Unhappy residents want to talk with more county officials.
By JOHN W. GOODWIN JR.
VINDICATOR STAFF WRITER
POLAND -- Storm flooding, overflowing septic tanks, foul odors and costly solutions have Spitler Road residents seeing red.
About 25 people living in the area fired questions Wednesday at township administrator James Scharville and John Warino of the Mahoning County Sanitary Engineer's Office about too much storm water for their septic tanks to handle.
They say the problem is being caused by a nearby housing development built some 25 years ago without a proper retention pond.
"My main problem with this is that the township and county did not do their job 20 or 25 years ago when that development was put into place," said Spitler Road resident Jerry Kotch.
"They did not reroute the water the way it was suppose to be. Now runoff water is coming down on us."
Insufficient systems: The county board of health has deemed two septic systems insufficient and has ordered the homeowners tie into the county's sewer system. Peggy Moore and Charles Craig got the letters in April, telling them they have 180 days to get the work done.
Other Spitler Road residents say their septic tanks are working fine, but they fear being forced to tie into the county's main sewer line.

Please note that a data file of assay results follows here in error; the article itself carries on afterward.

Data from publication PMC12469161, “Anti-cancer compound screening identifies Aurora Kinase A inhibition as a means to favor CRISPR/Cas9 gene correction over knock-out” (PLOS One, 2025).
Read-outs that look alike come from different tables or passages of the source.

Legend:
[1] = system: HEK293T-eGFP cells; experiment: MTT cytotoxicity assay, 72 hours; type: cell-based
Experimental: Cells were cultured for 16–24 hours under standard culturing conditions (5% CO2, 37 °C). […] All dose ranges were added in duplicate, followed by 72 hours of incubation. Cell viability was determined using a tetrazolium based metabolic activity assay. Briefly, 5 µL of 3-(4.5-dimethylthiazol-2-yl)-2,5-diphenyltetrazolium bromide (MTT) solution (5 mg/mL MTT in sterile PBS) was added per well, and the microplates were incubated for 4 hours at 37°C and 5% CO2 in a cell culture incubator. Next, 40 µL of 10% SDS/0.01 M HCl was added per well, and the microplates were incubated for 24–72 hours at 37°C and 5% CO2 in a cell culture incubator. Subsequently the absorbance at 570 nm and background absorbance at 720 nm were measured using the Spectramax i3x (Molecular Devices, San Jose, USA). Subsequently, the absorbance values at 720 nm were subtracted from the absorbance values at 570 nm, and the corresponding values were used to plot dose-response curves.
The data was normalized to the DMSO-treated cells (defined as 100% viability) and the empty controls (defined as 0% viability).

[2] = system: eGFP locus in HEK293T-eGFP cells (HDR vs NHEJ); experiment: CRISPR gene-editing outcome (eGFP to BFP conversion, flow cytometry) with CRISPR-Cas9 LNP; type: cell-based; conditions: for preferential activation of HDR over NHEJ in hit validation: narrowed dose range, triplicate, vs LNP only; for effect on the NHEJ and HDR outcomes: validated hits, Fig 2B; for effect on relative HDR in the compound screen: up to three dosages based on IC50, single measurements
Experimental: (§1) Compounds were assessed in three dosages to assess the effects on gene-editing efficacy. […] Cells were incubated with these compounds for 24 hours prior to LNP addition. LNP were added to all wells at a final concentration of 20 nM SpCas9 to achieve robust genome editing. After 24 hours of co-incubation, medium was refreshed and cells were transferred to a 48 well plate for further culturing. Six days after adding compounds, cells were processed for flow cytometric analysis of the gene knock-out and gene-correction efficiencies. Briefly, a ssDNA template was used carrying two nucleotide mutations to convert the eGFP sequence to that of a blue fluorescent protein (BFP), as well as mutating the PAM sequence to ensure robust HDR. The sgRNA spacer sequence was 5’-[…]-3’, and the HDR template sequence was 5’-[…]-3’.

Moore and Craig said homeowners are apprehensive about tying into the system because of the cost associated with buying and maintaining a pump needed to grind and send waste on its way. They also say the pump would have to sit in the front of each home, potentially lowering property value and causing a stench.
Costs: Scharville said the estimated cost can run as high as $11,000. That's not counting the required $1,200 tie-in fee.
Residents say that also doesn't include routine maintenance expenses and an increase in the home's electric bill.
Warino said residents could opt to put in a gravity line, but once that's installed, all residents within 200 feet of the line would be required to tie in and divide the cost.
Those options did not satisfy the residents, who have requested another meeting with representatives of the prosecutor's office, sanitary engineer, county engineer, health department and township trustees.
Warino said he isn't certain if the storm water problem is being caused by design flaws in a neighboring development, but water retention laws have changed since that area was developed in the 1970s.